Residents are frustrated with city of Frederick officials because they say they are being misled about the progress that has been made addressing code violations at the vacant Asiana restaurant downtown.
A city attorney asked a Frederick County judge in October to waive citations against the owners of the property associated with code violations, telling the judge that all building code issues related to citations had been addressed.
But the building is still unfit for occupancy, was not secure at the time of the court case, and needs flooring repairs, electrical and plumbing work. Those are all issues identified in the original violations associated with the citations.
City officials are not being transparent to residents at a time when they need to be, said Truby LaGarde, leader of the downtown area’s neighborhood advisory council.
“I think at this stage of the game, people are discouraged, to put it gently, discouraged (in) many respects,” she said.
The city issued the owners 10 citations in March for up to $1,000 each after the owners failed to bring the building, at 123-125 N. Market St., up to code.
To address one of the citations, the owners paid $1,000 and signed a consent order.
During the court hearing in October addressing the remaining nine citations, city attorney Scott Waxter told the judge that the city had inspected the property and that all of the problems had been addressed.
When residents emailed the city saying they were concerned that the citations had been dismissed, Nikki Bamonti, executive assistant to Mayor Randy McClement, responded.
“The property owner completed all necessary repairs to address the outstanding code violations,” she wrote. “The citations that were issued were written for specific code violations, many of which addressed major structural issues for the property. Those matters have been corrected and the citations issued for those specific code violations were dismissed upon the completion of the repairs.”
Last week, when asked about the building issues that were not addressed but were included in the original violations, Waxter and Bamonti said the city decided at the time to dismiss the citations without going point by point through each problem in the building.
They said at the time that it was a strategic move by the city to dismiss the citations to go back later and be more specific in the violations about what work needed to be done. More violations have now been issued.
“It was more to give us leverage,” Waxter said.
When asked to make a final comment on the subject Tuesday, Waxter said he was concerned it is being insinuated that he made a material misrepresentation to the court, and that is not true.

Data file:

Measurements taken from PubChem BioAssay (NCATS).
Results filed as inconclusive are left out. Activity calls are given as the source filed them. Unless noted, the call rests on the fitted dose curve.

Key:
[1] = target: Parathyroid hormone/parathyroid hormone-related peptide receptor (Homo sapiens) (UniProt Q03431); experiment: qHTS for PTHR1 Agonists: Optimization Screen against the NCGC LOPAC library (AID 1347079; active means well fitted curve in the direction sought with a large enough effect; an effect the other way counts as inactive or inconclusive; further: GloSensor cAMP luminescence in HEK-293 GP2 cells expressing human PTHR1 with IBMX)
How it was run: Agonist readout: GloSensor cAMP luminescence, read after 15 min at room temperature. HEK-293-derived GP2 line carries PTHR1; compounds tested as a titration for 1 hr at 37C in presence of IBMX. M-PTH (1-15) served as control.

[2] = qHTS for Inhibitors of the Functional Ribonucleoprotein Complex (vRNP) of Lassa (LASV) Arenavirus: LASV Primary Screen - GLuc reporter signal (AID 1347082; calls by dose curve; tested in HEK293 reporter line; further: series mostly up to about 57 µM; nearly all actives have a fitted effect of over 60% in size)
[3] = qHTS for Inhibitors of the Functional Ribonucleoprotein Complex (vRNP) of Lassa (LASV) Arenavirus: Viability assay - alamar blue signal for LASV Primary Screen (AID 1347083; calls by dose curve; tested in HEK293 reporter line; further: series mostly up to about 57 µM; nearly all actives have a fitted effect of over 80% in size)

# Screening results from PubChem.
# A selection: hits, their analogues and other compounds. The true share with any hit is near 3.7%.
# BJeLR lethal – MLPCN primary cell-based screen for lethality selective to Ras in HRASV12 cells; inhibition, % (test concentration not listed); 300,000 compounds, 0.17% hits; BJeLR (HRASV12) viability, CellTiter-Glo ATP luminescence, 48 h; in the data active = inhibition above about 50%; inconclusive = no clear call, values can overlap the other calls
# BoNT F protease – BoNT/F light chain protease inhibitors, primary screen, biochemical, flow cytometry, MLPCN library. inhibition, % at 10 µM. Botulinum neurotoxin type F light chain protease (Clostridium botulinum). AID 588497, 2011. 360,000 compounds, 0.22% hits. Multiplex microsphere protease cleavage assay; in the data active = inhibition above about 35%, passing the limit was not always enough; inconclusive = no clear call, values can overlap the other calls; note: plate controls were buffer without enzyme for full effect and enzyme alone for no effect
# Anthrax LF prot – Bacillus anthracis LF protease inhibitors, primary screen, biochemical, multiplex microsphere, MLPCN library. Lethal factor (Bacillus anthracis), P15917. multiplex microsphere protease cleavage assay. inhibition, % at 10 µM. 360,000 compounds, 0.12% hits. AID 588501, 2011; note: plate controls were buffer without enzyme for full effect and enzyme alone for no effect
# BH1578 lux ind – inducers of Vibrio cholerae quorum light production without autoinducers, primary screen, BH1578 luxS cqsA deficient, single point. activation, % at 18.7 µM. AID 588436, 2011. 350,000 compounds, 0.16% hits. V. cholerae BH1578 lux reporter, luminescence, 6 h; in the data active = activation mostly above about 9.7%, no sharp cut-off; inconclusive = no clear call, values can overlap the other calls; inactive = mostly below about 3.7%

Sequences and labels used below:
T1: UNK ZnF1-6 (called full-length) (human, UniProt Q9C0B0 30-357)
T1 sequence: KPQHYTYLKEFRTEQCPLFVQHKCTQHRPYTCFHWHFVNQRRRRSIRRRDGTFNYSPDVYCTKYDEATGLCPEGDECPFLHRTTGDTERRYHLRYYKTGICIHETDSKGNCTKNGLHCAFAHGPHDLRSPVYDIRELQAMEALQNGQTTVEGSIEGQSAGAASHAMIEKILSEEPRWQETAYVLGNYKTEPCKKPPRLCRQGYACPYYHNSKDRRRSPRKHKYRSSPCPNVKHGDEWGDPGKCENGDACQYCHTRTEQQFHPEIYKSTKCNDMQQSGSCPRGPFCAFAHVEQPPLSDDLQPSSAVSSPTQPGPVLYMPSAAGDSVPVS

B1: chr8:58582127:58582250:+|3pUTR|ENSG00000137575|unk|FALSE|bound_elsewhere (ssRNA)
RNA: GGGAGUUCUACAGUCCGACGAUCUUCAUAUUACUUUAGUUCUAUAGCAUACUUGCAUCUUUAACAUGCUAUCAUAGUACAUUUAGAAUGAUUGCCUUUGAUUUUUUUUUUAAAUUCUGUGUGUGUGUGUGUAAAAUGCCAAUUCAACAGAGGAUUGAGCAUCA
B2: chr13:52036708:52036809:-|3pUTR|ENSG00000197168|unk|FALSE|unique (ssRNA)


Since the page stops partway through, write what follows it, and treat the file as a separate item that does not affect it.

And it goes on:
He reiterated his comments made in court that all violations addressed by the citations were acted upon at the time of the court case.
Ned Bond, who owns Da Black Cat, two storefronts down from the Asiana, said the city was and continues to be deceptive with the actual status of the building.
At the time of the hearing, Bond said he knew that not all repairs associated with the violations had been completed.
He said that was confirmed a few months later, when the condemnation sign went back up on the building.
The building was first condemned in April 2012, and one of the reasons listed for the condemnation was that the structure was unfit for occupancy.
One of the citations the city issued in March was for failure to address a violation citing that the structure was unfit for human occupancy.
After the hearing, Bond sent a question to the city asking about the status of the condemnation because the condemnation sticker was no longer on the building. He never heard back from the city.
Asked last week what happened, Bamonti said the sign fell off, and there was confusion on city staff’s part on when a building could be uncondemned.
After discussing the issue, Bamonti said, the city put the condemnation sign back on the building.
The new sign, dated Dec. 12, states the same reason for the building’s condemnation, that the structure is unfit for occupancy.
Waxter said on that issue, it is not typical to write a citation for a building that has been condemned.
“That citation was thusly dismissed,” he wrote.
Bond said many other violations had not been addressed at the time of the hearing.
The co-owner of the building, Duk Hee Ro, acknowledges there is more work to be done on the building.
Ro said she is having issues with her contractors, one of which she has filed a claim against in court.
The contractors won’t complete the work, even though they have been overpaid, she said.
The floors need work, and electrical and plumbing problems still need to be addressed, Ro said.
Alderman Josh Bokee said he will not be satisfied until the building is leased out.
“The city needs to ensure that it has its foot on the gas and doesn’t let up,” he said.
Fines fall flat
Declaring in court that the required repairs were completed when they weren’t is not code enforcement and does not give the city any more leverage against the building owners, Bond said.
Residents were hopeful that there was going to be movement when there were fines, LaGarde said.
“And we went to court, and then all the sudden, that kind of fell flat,” she said. “I had a lot of people asking why.”
It seems like the city is not following its process, and residents want the city to stick with the process, she said.
“What I’m hearing is they want to be a kinder, gentler city,” she said. “I think people who have put up with it for 15 years or more are fed up with a kinder, gentler city.”
Waxter said there is no intent on the city’s behalf to let the property slip backward.
Bamonti said she thinks the city is seeing progress.
“It’s not like we’re hitting a wall,” she said.